Q. Can a dental night guard contain BPA? Instead of getting a new dental night guard after three months or so, I continue to use it until it doesn’t work. Sometimes they last a few years. I haven’t noticed any problems, but I’m concerned about hidden harm.

A. BPA (bisphenol A) is an estrogen-like chemical that has been used in a variety of hard plastic products. The FDA recently ruled that children’s drinking cups and baby bottles can no longer contain BPA because of concerns about the potential for hormone disruption.

Dental night guards are designed to protect teeth from grinding during sleep (bruxism). They are often made of hard clear plastic, but it is not easy to determine if they contain BPA. Although dental associations reassure patients that there is no reason to worry about BPA exposure from dental materials, you could ask your dentist to acquire BPA-free night guards. Otherwise, replace your mouth guard more frequently, since BPA is released more readily from plastic that has undergone wear.

If you would like to learn more about the health effects of BPA, here are some recent news stories you might be interested in:

New BPA Discovery is Scary!
BPA No Longer Permitted in Baby Bottles
BPA May Affect Behavior
BPA Affects Multiple Generations
Does BPA Exposure Raise Risk of Breast Cancer?
BPA In Your Soup!

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  1. susan

    Replacing your night guard every 3 months at $300.00 is out of the question for the majority of people. Honestly!!!

  2. Stan

    I have used the same nightguard for over ten years and I asked my dentist about this last year. He assured me that it did not contain BPA but I stopped using it anyway.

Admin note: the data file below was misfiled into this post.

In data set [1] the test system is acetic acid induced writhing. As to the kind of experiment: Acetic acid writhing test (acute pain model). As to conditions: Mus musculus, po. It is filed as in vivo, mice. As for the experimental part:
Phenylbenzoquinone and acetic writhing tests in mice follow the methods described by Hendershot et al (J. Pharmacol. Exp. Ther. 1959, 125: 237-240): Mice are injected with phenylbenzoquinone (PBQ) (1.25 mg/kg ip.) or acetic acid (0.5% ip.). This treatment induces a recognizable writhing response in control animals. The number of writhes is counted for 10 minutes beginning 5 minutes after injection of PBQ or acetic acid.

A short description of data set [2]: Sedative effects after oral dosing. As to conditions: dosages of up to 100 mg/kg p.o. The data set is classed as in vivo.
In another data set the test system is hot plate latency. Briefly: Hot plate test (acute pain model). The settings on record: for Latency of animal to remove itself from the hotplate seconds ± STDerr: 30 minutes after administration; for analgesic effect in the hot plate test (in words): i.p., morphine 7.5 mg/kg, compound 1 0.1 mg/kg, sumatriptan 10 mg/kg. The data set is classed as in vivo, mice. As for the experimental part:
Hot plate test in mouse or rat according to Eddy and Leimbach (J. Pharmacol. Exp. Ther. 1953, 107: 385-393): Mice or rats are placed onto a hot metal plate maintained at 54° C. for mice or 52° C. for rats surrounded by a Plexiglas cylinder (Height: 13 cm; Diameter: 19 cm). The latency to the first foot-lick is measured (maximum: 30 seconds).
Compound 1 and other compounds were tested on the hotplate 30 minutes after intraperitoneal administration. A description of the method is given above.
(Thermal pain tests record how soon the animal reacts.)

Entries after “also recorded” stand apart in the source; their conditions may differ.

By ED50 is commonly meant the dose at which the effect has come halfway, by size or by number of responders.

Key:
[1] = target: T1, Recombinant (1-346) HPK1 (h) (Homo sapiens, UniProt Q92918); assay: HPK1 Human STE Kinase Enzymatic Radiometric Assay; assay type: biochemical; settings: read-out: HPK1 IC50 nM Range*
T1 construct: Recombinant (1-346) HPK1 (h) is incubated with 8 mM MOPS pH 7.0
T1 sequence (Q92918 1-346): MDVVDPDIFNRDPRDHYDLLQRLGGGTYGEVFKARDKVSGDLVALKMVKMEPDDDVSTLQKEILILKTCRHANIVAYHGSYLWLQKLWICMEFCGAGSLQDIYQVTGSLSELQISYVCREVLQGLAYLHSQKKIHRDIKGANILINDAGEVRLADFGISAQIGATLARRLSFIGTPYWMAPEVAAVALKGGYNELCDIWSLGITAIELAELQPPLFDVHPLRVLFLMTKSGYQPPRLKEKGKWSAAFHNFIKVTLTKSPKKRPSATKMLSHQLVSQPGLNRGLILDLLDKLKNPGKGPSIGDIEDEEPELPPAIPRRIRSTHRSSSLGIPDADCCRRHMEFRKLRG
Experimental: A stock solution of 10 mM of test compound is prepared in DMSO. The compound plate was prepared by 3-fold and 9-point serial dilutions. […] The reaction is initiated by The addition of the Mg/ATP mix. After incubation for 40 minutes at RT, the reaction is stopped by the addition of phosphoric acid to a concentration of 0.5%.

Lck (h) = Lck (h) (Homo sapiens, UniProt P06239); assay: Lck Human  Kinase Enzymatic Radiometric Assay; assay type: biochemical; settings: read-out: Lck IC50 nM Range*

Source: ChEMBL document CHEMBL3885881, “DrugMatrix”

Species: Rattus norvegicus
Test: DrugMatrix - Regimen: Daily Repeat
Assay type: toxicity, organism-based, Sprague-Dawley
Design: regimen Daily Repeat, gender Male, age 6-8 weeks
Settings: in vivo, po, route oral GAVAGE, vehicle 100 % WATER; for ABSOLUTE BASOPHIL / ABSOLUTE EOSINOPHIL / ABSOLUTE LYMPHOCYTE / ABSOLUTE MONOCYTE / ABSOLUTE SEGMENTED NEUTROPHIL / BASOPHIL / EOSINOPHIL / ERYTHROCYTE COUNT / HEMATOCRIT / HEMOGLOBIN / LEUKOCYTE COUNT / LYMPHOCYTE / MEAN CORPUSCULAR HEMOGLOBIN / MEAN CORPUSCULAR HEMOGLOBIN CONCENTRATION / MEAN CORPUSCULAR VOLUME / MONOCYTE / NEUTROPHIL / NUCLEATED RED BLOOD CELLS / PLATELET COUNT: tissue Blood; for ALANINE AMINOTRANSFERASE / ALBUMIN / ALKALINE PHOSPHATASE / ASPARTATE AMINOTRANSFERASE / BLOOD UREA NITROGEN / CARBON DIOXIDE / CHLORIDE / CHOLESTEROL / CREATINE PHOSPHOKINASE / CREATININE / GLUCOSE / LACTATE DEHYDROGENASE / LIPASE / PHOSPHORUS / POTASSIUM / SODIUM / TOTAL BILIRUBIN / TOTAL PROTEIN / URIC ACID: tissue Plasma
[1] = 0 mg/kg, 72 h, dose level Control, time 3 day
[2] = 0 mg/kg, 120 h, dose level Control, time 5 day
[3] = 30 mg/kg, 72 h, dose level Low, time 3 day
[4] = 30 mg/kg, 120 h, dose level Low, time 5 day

3. Liz H

    I’d like to know as well if this is a problem with hard or soft night guards. As mentioned earlier, they are expensive. Mine is over 15 years old, and definitely shows wear!

  4. CBL

    My dentist made a mouth guard for me over ten years ago and it is still strong and usable. It’s hard and was custom-made. It was a bit expensive, but it’s lasted a long time. Don’t know if it has BPA, but it seems that since it’s not soft perhaps it’s made of a different material.

  5. Karen

    Not clear that the mouthguard is protecting against bruxism, or snoring. Similar guards are sold under the PureSleep label, to stop snoring. (In our experience, they work pretty well, BTW.)
    From what I’ve seen, I’d at least make sure that you’re buying the name-brand product; the discount knock-offs are pretty cheaply made and much more likely to leak something you don’t want to ingest.
    OTOH, if it’s bruxism, you’re trading mouthguard leakage against long-term enamel erosion and eventual major dental work, which has its own exposures…

  6. nm

    I wonder if Invisalign braces contain BPA? Anyone know?
    PEOPLE’S PHARMACY RESPONSE: The company says no on its website.

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